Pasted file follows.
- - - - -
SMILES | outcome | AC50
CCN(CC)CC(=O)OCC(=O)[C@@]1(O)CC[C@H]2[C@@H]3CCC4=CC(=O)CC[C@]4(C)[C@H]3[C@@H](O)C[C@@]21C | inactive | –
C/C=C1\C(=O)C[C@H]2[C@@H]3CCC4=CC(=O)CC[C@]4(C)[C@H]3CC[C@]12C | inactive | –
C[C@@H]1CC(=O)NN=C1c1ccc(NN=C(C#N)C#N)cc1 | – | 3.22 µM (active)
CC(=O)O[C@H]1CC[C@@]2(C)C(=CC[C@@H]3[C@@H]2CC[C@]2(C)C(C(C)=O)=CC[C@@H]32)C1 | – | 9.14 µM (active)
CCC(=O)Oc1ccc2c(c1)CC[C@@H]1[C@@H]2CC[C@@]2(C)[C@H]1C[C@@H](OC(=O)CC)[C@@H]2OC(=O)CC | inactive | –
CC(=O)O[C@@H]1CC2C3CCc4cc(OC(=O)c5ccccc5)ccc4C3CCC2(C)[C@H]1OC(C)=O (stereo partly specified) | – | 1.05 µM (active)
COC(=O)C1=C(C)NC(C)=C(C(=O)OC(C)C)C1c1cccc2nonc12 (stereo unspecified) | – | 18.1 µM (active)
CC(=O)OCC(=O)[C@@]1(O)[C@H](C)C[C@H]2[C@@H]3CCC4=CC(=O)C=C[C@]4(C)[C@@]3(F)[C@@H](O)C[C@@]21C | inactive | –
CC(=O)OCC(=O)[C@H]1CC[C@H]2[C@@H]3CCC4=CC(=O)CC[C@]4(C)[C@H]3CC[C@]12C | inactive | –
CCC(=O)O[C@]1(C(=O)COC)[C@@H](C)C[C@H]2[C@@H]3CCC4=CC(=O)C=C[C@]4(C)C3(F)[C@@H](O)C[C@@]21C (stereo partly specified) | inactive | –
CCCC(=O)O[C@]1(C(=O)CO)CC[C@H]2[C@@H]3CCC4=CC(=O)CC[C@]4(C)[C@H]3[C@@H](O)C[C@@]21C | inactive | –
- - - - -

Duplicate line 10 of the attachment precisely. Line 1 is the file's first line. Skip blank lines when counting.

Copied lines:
CC(=O)OCC(=O)[C@H]1CC[C@H]2[C@@H]3CCC4=CC(=O)CC[C@]4(C)[C@H]3CC[C@]12C | inactive | –